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652187
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location Stuttgart, Germany
age 53
visits member for 3 years, 3 months
seen 11 mins ago

Sprache wurde für mich erst nach einem längeren Auslandsaufenthalt interessant. Damals habe ich gelernt, dass man tatsächlich in einer anderen Sprache denken und träumen kann. Man kann dadurch sogar einen Teil seiner Muttersprache (Schwäbisch) verlernen.

Seither interessiere ich mich dafür, wie verschieden Sprachen und Dialekte sind und wie gleich sie doch wieder sind, welche Nuancen eine Aussage klar machen oder verwässern, wie Mehrdeutigkeiten Spaß machen können.

Mit Sprache kann man jonglieren, balancieren und ohne Netz vom Hochseil stürzen.


Aug
6
comment Meaning of “die Kurve kriegen”
As this answer may help the OP in their very specific situation to understand the idiom "Kurve kriegen" it would be desirable to further elaborate your answer to give us a more general reference on meaning, etymology, and usage.
Aug
5
comment Gebrauchsanweisung für Gräzismen und Latinismen
Stack Exchange Seiten sind in aller Regel nicht für solche Fragen geeignet (list questions). Wir machen hier aber manchmal eine Ausnahme. Eine Antwort sollte aber immer mehr sein als nur ein Link zu einer Seite. Erkläre z.B., warum du meinst, dass der Artikel die Frage gut beantwortet, welche Fragen unbeantwortet bleiben und gib evtl. noch ein Beispiel, wie die Liste aufgebaut ist.
Aug
5
comment Gebrauchsanweisung für Gräzismen und Latinismen
Please do not add link-only answers. We should at least quote the content with appropriate reference to the source.
Aug
5
comment Replacing the genitive with a “von” construction
To merge your registered with your unregistered account please see: german.stackexchange.com/help/merging-accounts
Aug
2
comment Wie kommt es zu einem wechselnden Genus beim Stammnomen “-mut”?
Nach Lexer gab es muot as Maskulinum und als Neutrum, müete sei der Plural. Gibt es für das Femininum eine Referenz?
Jul
30
comment Capital letter after a semi colon?
The semicolon is part of the German interpunction, and it is still being used; so why not use it too? See german.stackexchange.com/questions/1733/…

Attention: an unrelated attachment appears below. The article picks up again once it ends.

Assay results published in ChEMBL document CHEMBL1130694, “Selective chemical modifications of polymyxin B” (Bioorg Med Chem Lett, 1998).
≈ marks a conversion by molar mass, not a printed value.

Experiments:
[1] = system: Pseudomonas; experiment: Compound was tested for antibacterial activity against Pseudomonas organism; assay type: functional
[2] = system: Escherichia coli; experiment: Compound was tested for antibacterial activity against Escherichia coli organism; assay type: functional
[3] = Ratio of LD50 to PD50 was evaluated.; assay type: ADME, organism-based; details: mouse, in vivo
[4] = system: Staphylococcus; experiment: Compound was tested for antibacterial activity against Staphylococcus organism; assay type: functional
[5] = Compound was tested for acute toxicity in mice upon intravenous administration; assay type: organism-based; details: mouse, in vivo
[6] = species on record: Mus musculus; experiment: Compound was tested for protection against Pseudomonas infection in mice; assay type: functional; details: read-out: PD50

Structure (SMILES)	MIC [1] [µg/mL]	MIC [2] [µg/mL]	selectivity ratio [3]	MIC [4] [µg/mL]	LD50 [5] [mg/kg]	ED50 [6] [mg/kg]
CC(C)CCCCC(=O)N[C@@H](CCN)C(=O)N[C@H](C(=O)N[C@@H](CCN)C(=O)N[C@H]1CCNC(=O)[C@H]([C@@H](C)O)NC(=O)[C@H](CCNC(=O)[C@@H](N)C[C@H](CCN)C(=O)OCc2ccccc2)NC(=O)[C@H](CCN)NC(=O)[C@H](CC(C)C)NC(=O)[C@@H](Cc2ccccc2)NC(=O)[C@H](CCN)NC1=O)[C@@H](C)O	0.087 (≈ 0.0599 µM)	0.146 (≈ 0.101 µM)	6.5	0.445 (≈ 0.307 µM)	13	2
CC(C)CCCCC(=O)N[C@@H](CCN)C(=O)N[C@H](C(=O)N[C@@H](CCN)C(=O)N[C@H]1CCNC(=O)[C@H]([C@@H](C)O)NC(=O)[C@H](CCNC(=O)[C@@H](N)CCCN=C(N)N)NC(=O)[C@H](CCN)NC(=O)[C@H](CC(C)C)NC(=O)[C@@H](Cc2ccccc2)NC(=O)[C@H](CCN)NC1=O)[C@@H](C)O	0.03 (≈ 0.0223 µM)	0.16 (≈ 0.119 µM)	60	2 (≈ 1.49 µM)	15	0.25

Jul
29
comment What does the phrase “es reut mich” mean?
Still used: books.google.com/ngrams/…
Jul
28
comment Use of personal pronouns (including the polite forms)
@Carlster Nun ja - ich frage nach wessen Vorlesung und nicht nach wem seine... aber mit dem Possesivpronomen hast Du natürlich recht. Vielleicht verwirrt das nur (von Antwort gelöscht).
Jul
25
comment What are the resources to learn to pronouce words the right way?
There is no single correct pronunciation, see e.g. german.stackexchange.com/questions/11075/… (and many more).
Jul
24
comment Best German expression for being metaphorically “rusty”
@Carlster: this site is designed to answer questions, not to discuss answers. What we have here should be a new topic.
Jul
24
comment Best German expression for being metaphorically “rusty”
We can't leave the comments here, because they are off topic on this question - however the discussion is valuable and should not go away. Why not make it a new question with answers? We don't have that topic yet. Wink mit dem Zaunpfahl an @Phe0nix - du brauchst Reputationspunkte ;)
Jul
24
comment Best German expression for being metaphorically “rusty”
It appears that this discussion is becoming entirely off topic to the question above. Consider making this a new Question/Answer thread on the usage of außer or aus der.
Jul
24
comment Schlussformel für Beschwerdebrief?
nein, @jdog, dein Eindruck trügt nicht. Es ist so altbacken, dass es kaum noch Leute gibt, die "Hochachtungsvoll" schreiben. Die "freundlichen Grüße" sind auch im Beschwerdebrief üblich.
Jul
21
comment Historically correct usage of “Britannien” and “Großbritannien”
At least the German term Großbritannien is widely used. This includes even newspapers or official sources. I believe it is only slightly incorrect but definitely not wrong ;)
Jul
21
comment In what context do we write “Guten Tag” rather than “Sehr geehrte Damen und Herren”?
Shouldn't this be a new question rather than an answer? In case you ask, please make sure it is different enough to this question. :)
Jul
18
comment Translate late 1800's postcard to English
Viktor is hard to say... the description is a bit ambiguous. I believe he is the boy standing next to Maximil, and not the boy in the arms of Johanna (because she's supposed to have more than one child here).
Jul
18
comment Translate late 1800's postcard to English
Most of the work has nicely been done by Chris. We should hear what they say, maybe then edit the answer so that you are able to accept it. Too little I could add here (forgot about the camera, I'll edit that in above).
Jul
18
comment Translate late 1800's postcard to English
Let me suggest the following translation: This is our house. The aperture was too small, that's why the truss is missing. On the right it is me standing next to mother. To the left Maximil, Johanna with her children and Viktor. To the left window is Roße, Stephan's second wife. - you may get the names better if you had access to other documents from your family.
Jul
18
comment Translate late 1800's postcard to English
@TysonWilliams: From the persons enumerated I believe she describes the location from her view, i.e. she is the one on the left of the picture (but from her view she is on the right side). Then "Roße" (uncommon spelling of the name Rose) is the one pointing to the left window (= zum Fenster hin), which then is the right window on the picture from our view. People looking out of the window appear not to be mentioned.
Jul
17
comment Why is Mozzarella masculine?
related: german.stackexchange.com/questions/5545/…